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Extended report
Measurement error in the assessment of radiographic progression in rheumatoid arthritis (RA) clinical trials: the smallest detectable change (SDC) revisited
  1. V Navarro-Compán1,
  2. D van der Heijde1,
  3. Harris A Ahmad2,
  4. Colin G Miller2,
  5. R Wolterbeek3,
  6. R Landewé4,5
  1. 1Department of Rheumatology, Leiden University Medical Center, Leiden, The Netherlands
  2. 2Medical Affairs, BioClinica, Newtown, Pennsylvania, USA
  3. 3Department of Medical Statistics and Bioinformatics, Leiden University Medical Center, Leiden, The Netherlands
  4. 4Department of Medicine, Division of Rheumatology, Academic Medical Center Amsterdam, Amsterdam, The Netherlands
  5. 5Department of Rheumatology, Atrium Medical Center Heerlen, Heerlen, The Netherlands
  1. Correspondence to Professor Robert Landewé, Department of Medicine, Division of Rheumatology, Academic Medical Center Amsterdam, Meibergdreef 9, Amsterdam 1105 AZ, The Netherlands; landewe{at}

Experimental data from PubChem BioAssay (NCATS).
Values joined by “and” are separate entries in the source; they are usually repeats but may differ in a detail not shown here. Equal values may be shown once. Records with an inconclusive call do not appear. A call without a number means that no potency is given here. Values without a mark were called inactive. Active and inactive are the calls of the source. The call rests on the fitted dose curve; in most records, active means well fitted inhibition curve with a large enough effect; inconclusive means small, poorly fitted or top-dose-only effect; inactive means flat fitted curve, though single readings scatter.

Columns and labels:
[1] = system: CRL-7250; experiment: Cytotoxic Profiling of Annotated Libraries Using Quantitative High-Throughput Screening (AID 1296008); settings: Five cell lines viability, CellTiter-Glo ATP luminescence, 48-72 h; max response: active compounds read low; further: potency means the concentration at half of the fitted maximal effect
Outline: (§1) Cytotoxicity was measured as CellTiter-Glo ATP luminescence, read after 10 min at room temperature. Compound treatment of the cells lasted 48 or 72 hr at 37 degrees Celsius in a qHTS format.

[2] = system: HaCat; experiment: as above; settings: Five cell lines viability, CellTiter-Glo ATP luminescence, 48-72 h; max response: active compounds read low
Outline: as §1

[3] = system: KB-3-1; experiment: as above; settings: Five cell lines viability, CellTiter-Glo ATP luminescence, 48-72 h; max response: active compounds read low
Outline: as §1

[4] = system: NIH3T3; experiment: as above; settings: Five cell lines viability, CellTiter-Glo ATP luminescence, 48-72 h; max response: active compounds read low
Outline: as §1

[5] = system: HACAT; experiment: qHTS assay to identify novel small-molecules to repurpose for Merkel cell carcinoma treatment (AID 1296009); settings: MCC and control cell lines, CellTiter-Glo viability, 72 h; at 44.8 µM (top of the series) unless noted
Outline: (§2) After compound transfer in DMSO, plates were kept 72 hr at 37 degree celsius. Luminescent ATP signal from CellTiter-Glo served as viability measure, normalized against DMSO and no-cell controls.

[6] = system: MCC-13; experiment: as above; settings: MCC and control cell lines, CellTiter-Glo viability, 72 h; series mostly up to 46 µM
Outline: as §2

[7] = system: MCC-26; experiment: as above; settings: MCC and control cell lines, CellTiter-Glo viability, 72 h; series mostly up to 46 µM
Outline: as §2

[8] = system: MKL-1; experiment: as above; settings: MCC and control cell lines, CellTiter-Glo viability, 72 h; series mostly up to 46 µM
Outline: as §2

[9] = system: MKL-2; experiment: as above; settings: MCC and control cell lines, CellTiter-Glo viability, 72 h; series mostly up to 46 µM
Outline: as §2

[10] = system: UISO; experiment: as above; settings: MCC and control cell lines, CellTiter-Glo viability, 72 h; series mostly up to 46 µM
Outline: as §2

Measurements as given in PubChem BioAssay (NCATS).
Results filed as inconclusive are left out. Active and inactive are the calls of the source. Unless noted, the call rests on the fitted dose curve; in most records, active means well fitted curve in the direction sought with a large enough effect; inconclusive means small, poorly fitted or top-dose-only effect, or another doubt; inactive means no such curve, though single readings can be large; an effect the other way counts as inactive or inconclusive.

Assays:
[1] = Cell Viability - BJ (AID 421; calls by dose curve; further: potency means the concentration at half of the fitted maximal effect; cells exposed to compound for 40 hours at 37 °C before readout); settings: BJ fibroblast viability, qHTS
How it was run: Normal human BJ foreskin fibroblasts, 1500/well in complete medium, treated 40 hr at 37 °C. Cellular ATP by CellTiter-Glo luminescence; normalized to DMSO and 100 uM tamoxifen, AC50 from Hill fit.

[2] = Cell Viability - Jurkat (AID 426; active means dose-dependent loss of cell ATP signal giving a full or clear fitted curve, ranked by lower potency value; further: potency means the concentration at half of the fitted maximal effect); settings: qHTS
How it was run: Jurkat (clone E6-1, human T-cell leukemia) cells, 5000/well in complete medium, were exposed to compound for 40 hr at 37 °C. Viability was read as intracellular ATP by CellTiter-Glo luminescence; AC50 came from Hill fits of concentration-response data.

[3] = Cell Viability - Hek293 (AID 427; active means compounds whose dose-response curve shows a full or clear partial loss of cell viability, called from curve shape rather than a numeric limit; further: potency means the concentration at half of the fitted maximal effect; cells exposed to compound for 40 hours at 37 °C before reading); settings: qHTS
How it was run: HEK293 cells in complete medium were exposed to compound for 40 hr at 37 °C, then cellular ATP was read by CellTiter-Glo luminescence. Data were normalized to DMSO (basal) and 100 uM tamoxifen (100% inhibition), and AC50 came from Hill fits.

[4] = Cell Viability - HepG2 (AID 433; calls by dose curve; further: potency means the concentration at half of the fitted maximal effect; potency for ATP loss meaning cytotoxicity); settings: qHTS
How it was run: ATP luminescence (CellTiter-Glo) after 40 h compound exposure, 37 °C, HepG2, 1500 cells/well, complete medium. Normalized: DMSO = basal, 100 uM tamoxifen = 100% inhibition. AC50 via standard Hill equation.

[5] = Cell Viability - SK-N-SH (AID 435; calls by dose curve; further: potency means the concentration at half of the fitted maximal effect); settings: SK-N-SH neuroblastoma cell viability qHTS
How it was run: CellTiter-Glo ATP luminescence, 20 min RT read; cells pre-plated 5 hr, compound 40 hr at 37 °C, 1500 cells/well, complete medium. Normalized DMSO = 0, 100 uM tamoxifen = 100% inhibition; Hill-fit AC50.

Objectives To evaluate if the mean smallest detectable change (SDC) of multiple time intervals using the Bland & Altman (B&A) levels of agreement (LoA) method is an appropriate surrogate for the generalisability analysis method for estimating the overall SDC of radiological progression in rheumatoid arthritis (RA) trials. Secondly, to compare the SDC based on 95% LoA with the SDC based on 80% LoA, and to investigate the association between SDC and baseline damage and progression.

Methods Fifteen datasets from randomised controlled trials in RA were scored by 13 experienced readers as pairs according to the modified Sharp/van der Heijde method. The SDC using the 95% and 80% LoA and the generalisability methods was calculated.

Results 21 295 radiographic time points from 7643 patients were included. The mean (range) SDC for the LoA and the generalisability methods was 3.1 (2.3–4.3) and 3.2 (2.3–4.6) units, respectively. The mean±SD difference between the two methods was −0.13±0.28. The mean SDC including all intervals (n=31) was 3.0±0.7 for 95% LoA and 2.0±0.4 for 80% LoA. No relationship was observed between baseline damage and the SDC, whereas the SDC increased with increasing radiological progression.

Conclusions The mean of the interval SDCs obtained by the simple LoA method is a valid surrogate for the SDC obtained by complex generalisability methods. The SDC depends on the level of radiographic progression rather than on the level of absolute damage. In addition, the use of an SDC based on 80% rather than on 95% LoA is proposed.

  • Rheumatoid Arthritis
  • Outcomes research
  • Quality Indicators

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